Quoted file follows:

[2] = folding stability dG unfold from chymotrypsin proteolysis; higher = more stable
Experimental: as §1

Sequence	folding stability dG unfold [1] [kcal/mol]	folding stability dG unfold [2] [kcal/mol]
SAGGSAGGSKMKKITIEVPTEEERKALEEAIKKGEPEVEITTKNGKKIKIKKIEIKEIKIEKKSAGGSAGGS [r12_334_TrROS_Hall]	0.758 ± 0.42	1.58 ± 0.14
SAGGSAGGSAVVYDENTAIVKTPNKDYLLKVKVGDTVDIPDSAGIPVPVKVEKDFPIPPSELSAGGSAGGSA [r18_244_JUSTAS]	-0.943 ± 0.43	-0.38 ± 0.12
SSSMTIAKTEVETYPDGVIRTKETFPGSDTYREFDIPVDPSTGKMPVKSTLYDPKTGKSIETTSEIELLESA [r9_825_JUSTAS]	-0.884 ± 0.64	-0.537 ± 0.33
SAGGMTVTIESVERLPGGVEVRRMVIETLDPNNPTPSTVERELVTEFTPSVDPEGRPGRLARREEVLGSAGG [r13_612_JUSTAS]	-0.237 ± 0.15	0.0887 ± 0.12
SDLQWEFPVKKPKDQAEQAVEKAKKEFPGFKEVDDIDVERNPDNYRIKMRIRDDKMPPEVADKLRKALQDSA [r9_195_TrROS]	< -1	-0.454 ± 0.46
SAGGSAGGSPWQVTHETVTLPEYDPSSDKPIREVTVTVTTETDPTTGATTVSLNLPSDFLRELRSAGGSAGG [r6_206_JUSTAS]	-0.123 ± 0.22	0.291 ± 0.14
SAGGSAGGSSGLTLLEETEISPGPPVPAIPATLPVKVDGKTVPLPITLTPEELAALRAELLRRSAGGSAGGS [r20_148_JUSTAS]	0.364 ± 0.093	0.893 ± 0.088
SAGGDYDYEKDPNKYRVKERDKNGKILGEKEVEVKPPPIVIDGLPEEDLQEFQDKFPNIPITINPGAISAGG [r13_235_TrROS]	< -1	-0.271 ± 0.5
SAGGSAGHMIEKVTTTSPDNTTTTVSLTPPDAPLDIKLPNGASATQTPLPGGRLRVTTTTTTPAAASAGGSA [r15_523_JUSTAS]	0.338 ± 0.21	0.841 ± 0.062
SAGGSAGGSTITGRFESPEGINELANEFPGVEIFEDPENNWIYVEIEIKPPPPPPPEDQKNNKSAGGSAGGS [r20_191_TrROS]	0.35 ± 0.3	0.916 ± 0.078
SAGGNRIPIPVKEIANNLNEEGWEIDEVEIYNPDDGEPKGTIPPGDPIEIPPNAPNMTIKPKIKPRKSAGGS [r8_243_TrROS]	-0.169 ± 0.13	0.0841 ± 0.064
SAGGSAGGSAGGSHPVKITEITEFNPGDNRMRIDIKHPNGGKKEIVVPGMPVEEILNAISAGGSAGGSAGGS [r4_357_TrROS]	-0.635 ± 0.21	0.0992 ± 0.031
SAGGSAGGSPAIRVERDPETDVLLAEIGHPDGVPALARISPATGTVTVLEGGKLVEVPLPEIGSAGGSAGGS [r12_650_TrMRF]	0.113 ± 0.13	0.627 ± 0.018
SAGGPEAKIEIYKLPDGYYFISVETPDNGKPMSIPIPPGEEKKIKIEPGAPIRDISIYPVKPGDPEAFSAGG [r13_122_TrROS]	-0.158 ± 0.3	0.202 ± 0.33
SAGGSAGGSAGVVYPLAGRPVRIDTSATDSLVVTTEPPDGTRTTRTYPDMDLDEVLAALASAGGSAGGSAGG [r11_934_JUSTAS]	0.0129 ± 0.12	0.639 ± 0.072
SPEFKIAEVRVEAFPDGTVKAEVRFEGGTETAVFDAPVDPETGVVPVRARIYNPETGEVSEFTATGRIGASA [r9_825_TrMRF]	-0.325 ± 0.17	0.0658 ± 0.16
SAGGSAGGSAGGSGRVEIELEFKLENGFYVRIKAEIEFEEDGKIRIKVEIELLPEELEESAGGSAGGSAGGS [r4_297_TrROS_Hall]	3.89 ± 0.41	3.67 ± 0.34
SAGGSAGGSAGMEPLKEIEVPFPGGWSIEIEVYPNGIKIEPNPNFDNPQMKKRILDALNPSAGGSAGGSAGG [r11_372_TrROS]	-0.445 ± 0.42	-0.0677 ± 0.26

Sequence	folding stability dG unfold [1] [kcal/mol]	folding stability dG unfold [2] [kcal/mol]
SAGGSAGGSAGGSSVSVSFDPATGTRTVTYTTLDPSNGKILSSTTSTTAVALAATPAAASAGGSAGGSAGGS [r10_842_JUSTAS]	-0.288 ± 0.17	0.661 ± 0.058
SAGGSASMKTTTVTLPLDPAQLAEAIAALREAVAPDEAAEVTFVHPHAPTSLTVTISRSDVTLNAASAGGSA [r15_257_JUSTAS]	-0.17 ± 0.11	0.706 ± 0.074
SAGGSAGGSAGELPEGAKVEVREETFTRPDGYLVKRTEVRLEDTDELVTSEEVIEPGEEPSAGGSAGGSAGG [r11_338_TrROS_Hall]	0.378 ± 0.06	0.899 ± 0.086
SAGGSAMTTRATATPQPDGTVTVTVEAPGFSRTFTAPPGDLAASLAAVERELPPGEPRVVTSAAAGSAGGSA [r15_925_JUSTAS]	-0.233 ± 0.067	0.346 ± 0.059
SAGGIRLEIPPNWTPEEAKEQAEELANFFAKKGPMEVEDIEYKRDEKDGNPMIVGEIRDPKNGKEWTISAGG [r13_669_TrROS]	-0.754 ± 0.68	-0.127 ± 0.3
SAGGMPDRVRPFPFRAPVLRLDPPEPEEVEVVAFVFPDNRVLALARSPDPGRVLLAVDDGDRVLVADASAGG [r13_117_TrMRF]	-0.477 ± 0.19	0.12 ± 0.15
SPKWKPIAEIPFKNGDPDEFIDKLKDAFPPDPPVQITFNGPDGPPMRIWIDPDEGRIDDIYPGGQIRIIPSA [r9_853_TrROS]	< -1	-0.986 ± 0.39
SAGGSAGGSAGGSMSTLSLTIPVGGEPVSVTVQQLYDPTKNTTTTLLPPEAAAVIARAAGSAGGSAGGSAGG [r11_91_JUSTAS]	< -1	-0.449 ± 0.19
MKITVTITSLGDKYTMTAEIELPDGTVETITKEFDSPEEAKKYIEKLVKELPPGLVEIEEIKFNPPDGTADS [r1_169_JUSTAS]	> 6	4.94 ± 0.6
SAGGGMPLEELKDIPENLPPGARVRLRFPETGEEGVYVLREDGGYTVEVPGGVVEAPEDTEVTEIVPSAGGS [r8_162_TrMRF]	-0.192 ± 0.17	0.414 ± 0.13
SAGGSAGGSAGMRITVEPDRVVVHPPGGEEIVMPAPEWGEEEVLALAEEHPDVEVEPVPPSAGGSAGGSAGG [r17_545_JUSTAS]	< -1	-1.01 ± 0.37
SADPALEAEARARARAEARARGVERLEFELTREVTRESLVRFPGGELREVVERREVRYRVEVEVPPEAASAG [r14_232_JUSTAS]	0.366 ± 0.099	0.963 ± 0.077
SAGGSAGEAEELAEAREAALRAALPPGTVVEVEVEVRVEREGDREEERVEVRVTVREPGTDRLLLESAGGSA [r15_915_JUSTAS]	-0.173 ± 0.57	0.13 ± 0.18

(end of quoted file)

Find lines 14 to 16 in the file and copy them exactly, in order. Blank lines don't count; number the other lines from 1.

SAGGNRIPIPVKEIANNLNEEGWEIDEVEIYNPDDGEPKGTIPPGDPIEIPPNAPNMTIKPKIKPRKSAGGS [r8_243_TrROS]	-0.169 ± 0.13	0.0841 ± 0.064
SAGGSAGGSAGGSHPVKITEITEFNPGDNRMRIDIKHPNGGKKEIVVPGMPVEEILNAISAGGSAGGSAGGS [r4_357_TrROS]	-0.635 ± 0.21	0.0992 ± 0.031
SAGGSAGGSPAIRVERDPETDVLLAEIGHPDGVPALARISPATGTVTVLEGGKLVEVPLPEIGSAGGSAGGS [r12_650_TrMRF]	0.113 ± 0.13	0.627 ± 0.018